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RAP 2.3 M2 - New and Noteworthy

Here's a list of the most noteworthy things in the RAP 2.3 M2 milestone build which is available for download since March 14, 2014.

Heads up: Webkit bug, affects Chrome, Safari and Opera

Recently, a bug has been introduced in WebKit that leads to RAP UIs becoming partly invisible when a Canvas widget is included. This problem also affects earlier versions of RAP running in recent WebKit-based browsers. A workaround is outlined in bug 428717, but didn't make it into this milestone. We're confident to include it in M3. For older versions of RAP, please visit the FAQ for workarounds that you can apply yourself.

Drag&Drop Support for Client Files

You can now allow users to upload files from their desktop by dropping them onto a widget. To do so, you use the SWT Drag&Drop API with the transfer type ClientFileTransfer. The following example shows how to enable a Label to accept files:

Label dropLabel = new Label( parent, SWT.BORDER );
dropLabel.setText( "Drop files here" );
DropTarget dropTarget = new DropTarget( dropLabel, DND.DROP_MOVE );
dropTarget.setTransfer( new Transfer[]{ ClientFileTransfer.getInstance() } );
dropTarget.addDropListener( new DropTargetAdapter() {
  public void drop( DropTargetEvent event ) {
    filesDropped( (ClientFile[]) );
} );

The field will contain an array of ClientFiles, that provide information on the dropped files. It's an array because the user can also select and drag multiple files. To actually upload the dropped files, the new client service ClientFileUploader can be used:

ClientFileUploader uploader = RWT.getClient().getService( ClientFileUploader.class );
uploader.submit( uploadUrl, clientFiles );

Finally, you have to accept and store the files on the server. The fileupload component in the RAP Incubator can be used to handle uploads in RAP easily. The FileDialog, also in the RAP Incubator, now also accepts dropped files.

New API for Singletons

We already provide the class SingletonUtil to facilitate the conversion of classic singletons to UISession-scoped singletons for use in RAP's multi-user environment. This class has a new method named getUniqueInstance that accepts a UISession instance as a parameter. You can obtain a unique instance of a given class for the current UISession like so:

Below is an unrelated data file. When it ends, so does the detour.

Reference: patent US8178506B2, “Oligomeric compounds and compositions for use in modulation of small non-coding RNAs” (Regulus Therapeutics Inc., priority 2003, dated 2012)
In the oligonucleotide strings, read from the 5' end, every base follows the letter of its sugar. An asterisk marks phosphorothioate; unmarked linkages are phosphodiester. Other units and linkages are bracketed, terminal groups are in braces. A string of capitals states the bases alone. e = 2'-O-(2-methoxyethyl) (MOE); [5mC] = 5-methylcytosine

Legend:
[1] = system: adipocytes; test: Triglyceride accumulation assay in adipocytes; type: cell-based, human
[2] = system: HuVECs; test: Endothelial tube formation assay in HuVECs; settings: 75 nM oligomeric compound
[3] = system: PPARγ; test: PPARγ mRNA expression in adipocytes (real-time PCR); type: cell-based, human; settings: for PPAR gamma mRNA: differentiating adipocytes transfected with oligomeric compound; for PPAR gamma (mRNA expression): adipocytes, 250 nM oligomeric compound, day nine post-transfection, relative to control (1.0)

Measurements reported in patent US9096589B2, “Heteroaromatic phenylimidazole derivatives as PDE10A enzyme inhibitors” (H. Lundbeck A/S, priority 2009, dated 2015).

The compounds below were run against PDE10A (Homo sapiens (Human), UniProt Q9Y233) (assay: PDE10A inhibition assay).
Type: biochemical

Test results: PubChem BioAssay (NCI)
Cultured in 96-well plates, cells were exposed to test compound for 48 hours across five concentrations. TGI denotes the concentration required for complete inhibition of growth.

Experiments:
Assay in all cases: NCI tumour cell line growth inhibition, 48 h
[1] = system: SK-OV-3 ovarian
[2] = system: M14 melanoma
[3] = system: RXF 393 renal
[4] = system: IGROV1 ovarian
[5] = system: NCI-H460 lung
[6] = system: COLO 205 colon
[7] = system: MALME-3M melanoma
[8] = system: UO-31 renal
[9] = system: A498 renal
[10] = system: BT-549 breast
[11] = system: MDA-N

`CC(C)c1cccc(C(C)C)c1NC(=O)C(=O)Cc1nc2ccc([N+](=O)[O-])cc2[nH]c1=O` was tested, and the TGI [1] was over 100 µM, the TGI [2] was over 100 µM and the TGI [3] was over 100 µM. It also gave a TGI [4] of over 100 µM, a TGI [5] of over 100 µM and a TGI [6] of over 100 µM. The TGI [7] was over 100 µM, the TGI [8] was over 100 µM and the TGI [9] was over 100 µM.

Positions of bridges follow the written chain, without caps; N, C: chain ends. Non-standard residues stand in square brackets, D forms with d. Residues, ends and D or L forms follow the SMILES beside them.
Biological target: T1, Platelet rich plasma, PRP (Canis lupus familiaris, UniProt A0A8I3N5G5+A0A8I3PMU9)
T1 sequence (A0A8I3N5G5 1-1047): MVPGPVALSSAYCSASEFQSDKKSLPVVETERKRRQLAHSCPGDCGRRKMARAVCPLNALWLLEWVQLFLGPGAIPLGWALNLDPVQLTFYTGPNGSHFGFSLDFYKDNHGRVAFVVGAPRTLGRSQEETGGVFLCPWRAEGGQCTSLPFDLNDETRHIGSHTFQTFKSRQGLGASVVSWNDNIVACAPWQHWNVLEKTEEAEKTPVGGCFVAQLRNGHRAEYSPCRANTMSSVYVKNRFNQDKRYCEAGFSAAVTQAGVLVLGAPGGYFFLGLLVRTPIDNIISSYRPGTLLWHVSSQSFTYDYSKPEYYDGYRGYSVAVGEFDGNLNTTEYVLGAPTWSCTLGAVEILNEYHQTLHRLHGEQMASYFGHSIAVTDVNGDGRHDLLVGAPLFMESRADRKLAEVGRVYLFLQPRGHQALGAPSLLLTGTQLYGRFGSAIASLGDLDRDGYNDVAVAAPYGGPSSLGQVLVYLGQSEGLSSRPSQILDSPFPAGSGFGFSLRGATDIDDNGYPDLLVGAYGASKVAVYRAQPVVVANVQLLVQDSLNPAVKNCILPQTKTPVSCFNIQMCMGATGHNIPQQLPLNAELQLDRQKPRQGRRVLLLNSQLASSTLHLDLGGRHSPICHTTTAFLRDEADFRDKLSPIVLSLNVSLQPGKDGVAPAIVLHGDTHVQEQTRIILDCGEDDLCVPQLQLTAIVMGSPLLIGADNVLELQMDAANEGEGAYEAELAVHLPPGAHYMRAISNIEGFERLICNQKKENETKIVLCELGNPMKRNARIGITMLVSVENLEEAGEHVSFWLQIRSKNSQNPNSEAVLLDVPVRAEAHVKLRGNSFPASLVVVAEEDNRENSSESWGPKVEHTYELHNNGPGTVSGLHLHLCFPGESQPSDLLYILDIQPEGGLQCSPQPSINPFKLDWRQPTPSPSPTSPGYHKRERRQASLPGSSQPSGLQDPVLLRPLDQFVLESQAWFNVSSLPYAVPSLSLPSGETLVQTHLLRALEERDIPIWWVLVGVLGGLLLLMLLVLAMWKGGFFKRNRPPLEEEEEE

public static MySingleton getInstance() {
  UISession uiSession = RWT.getUISession();
  return SingletonUtil.getUniqueInstance( MySingleton.class, uiSession );

In this case, the method is equivalent to the existing method getSessionInstance(). However, with the additional parameter, it allows you to obtain the singleton instance for a given UISession even from another thread without having to wrap your code in a runnable and pass it to uiSession.exec(). To prepare your singleton for access from background threads, you may consider adding a parameter to the getInstance method as shown below. This pattern also allows for better unit tests.

private static MySingleton getInstance( UISession uiSession ) {
  return SingletonUtil.getUniqueInstance( MySingleton.class, uiSession );

The old method getSessionInstance() still exists and delegates to the new one, so you should be able to adjust your code using an “Inline Method” refactoring.

Support for Application Singletons

Similar to UISession singletons, you can now also create singletons with application scope. Whenever you run multiple RAP applications in a single VM, there may be classes in a shared bundle that should have exactly one instance per application.

ApplicationContext context = RWT.getApplicationContext();
SingletonUtil.getUniqueInstance( MySingleton.class, applicationContext );


This list shows all bugs that have been fixed for this milestone build.

Previous Builds

The above features are just the ones that are new since the last milestone build. Summaries for earlier builds: